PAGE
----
That was it. I proudly told my dad that evening that I was going to be a pharmacist.

By God’s grace, I crossed the finish line and became a registered pharmacist in August of 1980. My first job was in People’s Drug Store #19 in Washington DC. Within 4 months I realized that retail pharmacy was not for me and I started looking into other vocations.

After a nearly three-year search, I decided to join the Navy as a pharmacist in 1983. My exposure to the Navy up to that point in my life was through intriguing stories told by my dad. Although he had only been in the Navy for a couple of years, it clearly had a major impact on his life. My dad loved his time in the Navy. Also, my cousin, Chief Steve Brouker, was in the Navy in 1983 and his colorful stories about being in the Navy certainly increased my interest. After being held up at pistol point in my drug store for a second time, I decided that being a pharmacist in the Navy couldn’t be any more dangerous than being a retail pharmacist. I joined and never looked back. My wife, Kris, and I were married in 1983 and we embarked together on our Navy adventure. We have three children; Shayna, Jake, and Katherine. Shayna is married to Joe and they have a handsome 18-month old son, Jonah.

And what are you doing today? Can you share a story that exemplifies the unique work that you are doing?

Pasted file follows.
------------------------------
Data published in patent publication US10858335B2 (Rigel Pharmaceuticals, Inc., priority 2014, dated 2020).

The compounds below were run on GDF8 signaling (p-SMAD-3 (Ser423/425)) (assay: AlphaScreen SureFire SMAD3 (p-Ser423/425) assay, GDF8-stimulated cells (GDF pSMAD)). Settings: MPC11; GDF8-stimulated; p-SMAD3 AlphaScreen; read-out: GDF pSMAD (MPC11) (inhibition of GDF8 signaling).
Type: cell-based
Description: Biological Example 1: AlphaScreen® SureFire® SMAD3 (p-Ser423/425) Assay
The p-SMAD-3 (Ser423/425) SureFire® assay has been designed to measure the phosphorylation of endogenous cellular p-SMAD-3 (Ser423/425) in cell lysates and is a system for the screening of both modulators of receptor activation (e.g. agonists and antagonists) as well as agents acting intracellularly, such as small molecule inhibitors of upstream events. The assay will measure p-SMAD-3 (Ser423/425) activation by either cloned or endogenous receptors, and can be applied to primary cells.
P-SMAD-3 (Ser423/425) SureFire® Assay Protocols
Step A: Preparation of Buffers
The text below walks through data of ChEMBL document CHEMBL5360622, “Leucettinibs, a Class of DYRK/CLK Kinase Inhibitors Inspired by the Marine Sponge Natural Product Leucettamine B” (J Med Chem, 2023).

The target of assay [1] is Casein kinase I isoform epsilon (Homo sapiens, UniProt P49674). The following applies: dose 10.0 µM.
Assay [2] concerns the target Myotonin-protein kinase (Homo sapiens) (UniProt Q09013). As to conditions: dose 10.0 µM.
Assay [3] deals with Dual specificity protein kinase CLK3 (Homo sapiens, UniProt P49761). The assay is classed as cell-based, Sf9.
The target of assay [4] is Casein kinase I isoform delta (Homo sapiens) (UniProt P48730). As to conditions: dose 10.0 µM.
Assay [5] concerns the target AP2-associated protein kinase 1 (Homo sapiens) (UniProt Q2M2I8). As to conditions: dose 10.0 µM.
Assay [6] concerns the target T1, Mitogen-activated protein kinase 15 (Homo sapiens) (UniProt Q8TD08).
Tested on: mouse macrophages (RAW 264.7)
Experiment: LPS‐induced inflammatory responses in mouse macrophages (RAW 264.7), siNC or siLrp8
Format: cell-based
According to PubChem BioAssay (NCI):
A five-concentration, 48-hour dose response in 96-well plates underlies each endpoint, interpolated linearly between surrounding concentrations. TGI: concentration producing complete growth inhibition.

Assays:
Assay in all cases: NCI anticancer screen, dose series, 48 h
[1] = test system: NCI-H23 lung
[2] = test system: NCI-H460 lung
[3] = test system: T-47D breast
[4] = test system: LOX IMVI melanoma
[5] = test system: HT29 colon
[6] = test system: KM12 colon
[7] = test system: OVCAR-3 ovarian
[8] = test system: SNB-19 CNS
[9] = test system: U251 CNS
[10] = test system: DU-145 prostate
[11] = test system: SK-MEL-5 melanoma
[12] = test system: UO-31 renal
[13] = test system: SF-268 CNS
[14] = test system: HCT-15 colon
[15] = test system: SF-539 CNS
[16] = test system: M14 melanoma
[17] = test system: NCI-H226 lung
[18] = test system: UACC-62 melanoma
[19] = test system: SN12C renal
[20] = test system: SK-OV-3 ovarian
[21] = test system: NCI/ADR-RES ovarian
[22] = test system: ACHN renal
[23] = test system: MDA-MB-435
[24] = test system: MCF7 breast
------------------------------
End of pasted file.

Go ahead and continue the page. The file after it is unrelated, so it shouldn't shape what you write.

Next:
After transitioning from the Navy, I started a leadership consulting company named Brouker Leadership Solutions (www.BroukerLeadershipSolutions.com). I’m forever grateful to the Navy for the opportunities to lead and the wisdom gained. I’ve now dedicated my life to helping others on their leadership journey.

In my travels since starting my company, I’ve seen professionals from a variety of areas — sports, healthcare, sales, banking, insurance, manufacturing, engineering, academia and, of course, military, to name a few — who, due to their proficiency as an individual contributor, get promoted into leadership positions. However, they struggle mightily as leaders. Why? They struggle because they don’t fully understand what it takes to succeed in their role as a leader. In my research and experience, as well as is documented in numerous studies, the key ingredient to effective leadership is caring, and these struggling leaders don’t make this a priority. This is not to say that these leaders as individuals are uncaring. However, their focus, attention and energy are weighed too heavily in other areas of the business and not in developing relationships with their employees. In other words, they may spend an inordinate amount of time focusing on results rather than their vitally important role in achieving those results.

The goal for every organization is mission accomplishment. Teams that trust their leader will accomplish the mission much easier — with less drama, staff turnover, lower cost in labor and material, among other metrics — compared to teams led by command and control focused leaders. When one leads with care and compassion, trust is earned and high performing teams are created.

What I’ve learned is that great leaders care for the well-being of their team members. Great leaders ensure that every single employee is able to feel engaged, fulfilled, supported, and recognized at work; Great leaders get people excited about the work, excited to come to work and excited to accomplish the work. Great leaders prove Theodore Roosevelt’s words of wisdom — People don’t care how much you know until they know how much you care — is true.